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Automotive A/C Compressor Replacement


LOULUPO's Avatar
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06-09-02, 05:52 PM   #1  
LOULUPO
Automotive A/C Compressor Replacement

I have a 1992 Olds Regency Elite that has 125k miles but is in good shape and rides smoothexcept for the AC. I had a leak about two years ago with the old R-12 system so it was recharged with R-134. A year later in the Spring of 2001 it had to be charged again SO I guess there was another leak OR like someone here said the R-134 tends to leak out easier. The beginning of this Spring there was a few hot days and it cooled OK or so I thought. I thought it wasn't cooling properly but on the highway at high speed on an 1 hour trip it seemed to work O.K. At traffic sppeed it was not working well. I took it to my regular mechanic and he recharged the system after evacuating it and said that I would need a new comppressor and he recommended a new drier/ reciever since the manufacturer of the compressor would not warrant it without replacing the cannister. The job will cost $500-$600. The system does cool but only after about 20 minutes of highway travel. Will a compressor along with the replacement of the reciever/ dryer ensure that I won't need a recharge again next year? Would you recommend any other alternatives? How about the evaporator? That's just about the whole system. Any info greatly appreciated.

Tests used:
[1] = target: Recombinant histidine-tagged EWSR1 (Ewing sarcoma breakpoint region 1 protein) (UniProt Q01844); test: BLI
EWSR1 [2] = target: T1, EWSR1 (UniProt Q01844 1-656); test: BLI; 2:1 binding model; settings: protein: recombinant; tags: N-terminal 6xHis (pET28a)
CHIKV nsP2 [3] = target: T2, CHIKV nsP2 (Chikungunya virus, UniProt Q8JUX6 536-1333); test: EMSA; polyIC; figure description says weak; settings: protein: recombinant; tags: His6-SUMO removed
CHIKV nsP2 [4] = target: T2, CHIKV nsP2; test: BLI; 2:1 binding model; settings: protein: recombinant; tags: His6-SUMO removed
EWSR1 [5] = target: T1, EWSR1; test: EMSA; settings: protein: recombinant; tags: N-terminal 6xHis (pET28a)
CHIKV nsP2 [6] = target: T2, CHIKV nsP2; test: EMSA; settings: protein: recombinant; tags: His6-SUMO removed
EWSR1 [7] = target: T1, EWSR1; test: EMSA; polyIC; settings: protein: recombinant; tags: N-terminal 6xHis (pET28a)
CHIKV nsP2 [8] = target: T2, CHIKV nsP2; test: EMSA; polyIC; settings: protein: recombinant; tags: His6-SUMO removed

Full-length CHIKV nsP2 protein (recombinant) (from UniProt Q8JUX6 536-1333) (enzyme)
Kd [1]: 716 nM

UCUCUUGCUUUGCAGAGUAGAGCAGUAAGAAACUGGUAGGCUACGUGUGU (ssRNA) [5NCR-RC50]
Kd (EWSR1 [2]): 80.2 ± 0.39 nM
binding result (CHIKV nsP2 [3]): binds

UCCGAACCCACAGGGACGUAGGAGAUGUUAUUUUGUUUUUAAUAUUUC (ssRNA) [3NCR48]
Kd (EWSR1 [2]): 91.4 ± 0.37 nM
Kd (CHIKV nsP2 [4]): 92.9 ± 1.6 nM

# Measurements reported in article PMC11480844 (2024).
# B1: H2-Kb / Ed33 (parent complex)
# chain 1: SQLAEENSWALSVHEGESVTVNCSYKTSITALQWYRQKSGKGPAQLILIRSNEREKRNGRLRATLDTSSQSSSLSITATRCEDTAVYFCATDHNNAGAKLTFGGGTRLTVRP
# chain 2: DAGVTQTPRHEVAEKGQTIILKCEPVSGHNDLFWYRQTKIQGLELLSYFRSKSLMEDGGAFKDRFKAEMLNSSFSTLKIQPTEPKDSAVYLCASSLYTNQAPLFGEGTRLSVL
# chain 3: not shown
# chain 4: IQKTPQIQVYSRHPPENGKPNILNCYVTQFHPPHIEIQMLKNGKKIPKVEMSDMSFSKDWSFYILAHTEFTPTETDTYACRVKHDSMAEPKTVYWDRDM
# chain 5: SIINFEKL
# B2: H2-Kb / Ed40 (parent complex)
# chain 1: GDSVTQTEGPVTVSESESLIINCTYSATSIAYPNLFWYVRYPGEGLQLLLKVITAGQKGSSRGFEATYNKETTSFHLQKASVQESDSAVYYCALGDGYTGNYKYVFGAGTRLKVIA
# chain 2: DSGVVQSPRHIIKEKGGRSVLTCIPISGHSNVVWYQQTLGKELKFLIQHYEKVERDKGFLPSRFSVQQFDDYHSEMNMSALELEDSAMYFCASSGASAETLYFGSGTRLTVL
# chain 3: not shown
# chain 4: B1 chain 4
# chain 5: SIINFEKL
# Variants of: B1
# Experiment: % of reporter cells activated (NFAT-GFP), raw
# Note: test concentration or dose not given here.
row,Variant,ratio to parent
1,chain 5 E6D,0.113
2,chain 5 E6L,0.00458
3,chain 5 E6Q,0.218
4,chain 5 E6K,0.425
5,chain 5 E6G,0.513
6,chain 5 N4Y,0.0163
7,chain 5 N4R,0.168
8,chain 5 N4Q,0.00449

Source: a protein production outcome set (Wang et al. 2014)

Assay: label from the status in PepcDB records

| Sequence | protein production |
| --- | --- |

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tstokka's Avatar
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06-09-02, 07:56 PM   #2  
tstokka
when the change to 134 was done did they replace the drier, oriface (sp), and o-rings? I would think if they did there wouldn't be a problem. If they didn't I would change the drier, compressor, o-rings, and oriface (sp) tube just to be on the safe side. I would also ensure that before recharging to put the system into a deep vaccum overnight if possible to ensure there are no leaks.

 
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06-10-02, 05:35 AM   #3  
Joe_F
I agree. What was changed during the retrofit? The drier should have been done with the initial conversion.

 
dirty dan's Avatar
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LA

06-12-02, 09:04 AM   #4  
R134 does not work as well in a R12 system period. The dryer should have been changed with the conversion just as Joe said. One thing most people miss during a conversion is that you should put 85% of the refrigerant capacity when converting. For example if your system calls for 4 lbs of R12, you should only put in 3.4 lbs. of R134. Too much R134 will make your air warm. Additionly, a lot of people add an electric fan to the condensor which helps the R134 cool better.

 
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06-12-02, 11:05 AM   #5  
Dan Meyer
R-134a as stated doesn't cool as well as R-12. Sometimes a larger condenser also needs to be installed.

 
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